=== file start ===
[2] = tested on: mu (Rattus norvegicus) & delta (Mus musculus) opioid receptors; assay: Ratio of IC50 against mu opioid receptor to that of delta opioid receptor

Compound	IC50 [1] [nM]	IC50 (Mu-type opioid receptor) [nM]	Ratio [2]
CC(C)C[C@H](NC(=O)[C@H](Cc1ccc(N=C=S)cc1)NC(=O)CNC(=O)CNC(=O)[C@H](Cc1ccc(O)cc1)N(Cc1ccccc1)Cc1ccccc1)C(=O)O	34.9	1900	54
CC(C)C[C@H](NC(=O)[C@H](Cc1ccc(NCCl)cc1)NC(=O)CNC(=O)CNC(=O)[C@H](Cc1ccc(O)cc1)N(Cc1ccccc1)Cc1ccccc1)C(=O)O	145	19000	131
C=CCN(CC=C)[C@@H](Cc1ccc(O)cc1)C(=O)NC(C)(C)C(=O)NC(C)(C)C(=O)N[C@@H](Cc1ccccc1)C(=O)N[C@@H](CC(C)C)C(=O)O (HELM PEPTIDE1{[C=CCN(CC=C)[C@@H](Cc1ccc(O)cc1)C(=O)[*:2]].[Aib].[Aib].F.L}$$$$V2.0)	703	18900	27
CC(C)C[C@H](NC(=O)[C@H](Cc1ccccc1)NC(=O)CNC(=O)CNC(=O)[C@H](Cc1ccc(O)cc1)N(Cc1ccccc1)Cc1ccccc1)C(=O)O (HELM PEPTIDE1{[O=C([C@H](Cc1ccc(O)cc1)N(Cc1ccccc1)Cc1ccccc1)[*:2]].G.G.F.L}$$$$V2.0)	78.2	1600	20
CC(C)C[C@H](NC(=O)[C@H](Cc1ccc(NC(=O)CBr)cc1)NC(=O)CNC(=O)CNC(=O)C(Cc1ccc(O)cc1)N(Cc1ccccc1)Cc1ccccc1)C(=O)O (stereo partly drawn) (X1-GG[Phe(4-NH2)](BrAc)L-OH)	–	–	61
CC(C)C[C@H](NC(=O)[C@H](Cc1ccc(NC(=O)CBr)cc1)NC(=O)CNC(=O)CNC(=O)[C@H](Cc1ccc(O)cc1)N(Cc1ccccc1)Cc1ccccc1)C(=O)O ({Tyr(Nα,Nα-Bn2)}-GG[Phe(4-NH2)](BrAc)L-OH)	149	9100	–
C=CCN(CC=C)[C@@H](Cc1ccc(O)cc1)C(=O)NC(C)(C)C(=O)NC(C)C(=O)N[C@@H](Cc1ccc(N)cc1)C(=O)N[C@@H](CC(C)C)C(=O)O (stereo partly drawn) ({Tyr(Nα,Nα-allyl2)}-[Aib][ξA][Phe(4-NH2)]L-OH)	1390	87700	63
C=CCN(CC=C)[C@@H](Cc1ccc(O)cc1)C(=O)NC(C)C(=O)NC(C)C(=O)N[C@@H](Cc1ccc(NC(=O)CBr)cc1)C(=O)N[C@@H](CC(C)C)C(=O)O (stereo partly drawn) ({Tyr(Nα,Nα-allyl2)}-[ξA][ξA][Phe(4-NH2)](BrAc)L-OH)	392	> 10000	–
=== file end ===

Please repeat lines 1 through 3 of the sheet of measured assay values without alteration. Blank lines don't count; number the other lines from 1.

[2] = tested on: mu (Rattus norvegicus) & delta (Mus musculus) opioid receptors; assay: Ratio of IC50 against mu opioid receptor to that of delta opioid receptor

Compound	IC50 [1] [nM]	IC50 (Mu-type opioid receptor) [nM]	Ratio [2]
CC(C)C[C@H](NC(=O)[C@H](Cc1ccc(N=C=S)cc1)NC(=O)CNC(=O)CNC(=O)[C@H](Cc1ccc(O)cc1)N(Cc1ccccc1)Cc1ccccc1)C(=O)O	34.9	1900	54